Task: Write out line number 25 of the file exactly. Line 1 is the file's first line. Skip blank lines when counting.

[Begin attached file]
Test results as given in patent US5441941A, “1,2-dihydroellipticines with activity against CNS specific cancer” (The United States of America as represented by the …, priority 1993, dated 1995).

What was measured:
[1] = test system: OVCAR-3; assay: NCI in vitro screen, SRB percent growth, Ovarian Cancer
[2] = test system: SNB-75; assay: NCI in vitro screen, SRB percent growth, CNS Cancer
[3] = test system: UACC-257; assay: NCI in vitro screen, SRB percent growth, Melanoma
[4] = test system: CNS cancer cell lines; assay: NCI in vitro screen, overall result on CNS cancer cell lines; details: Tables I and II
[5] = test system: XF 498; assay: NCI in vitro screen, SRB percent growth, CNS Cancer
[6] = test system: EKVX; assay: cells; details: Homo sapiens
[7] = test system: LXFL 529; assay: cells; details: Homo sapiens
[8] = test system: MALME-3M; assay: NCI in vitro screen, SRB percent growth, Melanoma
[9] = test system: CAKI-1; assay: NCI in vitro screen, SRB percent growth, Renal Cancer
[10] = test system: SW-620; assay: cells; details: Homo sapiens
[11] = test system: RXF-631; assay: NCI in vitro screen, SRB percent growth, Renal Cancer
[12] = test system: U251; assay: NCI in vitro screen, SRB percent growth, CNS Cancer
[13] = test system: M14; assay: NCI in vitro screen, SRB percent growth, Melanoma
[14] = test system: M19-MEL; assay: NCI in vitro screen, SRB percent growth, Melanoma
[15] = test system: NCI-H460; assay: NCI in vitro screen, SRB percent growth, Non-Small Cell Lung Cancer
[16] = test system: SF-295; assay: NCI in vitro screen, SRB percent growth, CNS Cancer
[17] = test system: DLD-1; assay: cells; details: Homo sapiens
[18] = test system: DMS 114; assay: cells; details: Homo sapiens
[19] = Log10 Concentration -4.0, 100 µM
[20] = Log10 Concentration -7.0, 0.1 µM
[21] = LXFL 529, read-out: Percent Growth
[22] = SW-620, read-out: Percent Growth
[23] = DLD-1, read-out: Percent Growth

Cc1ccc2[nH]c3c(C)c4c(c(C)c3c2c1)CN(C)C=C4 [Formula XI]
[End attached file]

[23] = DLD-1, read-out: Percent Growth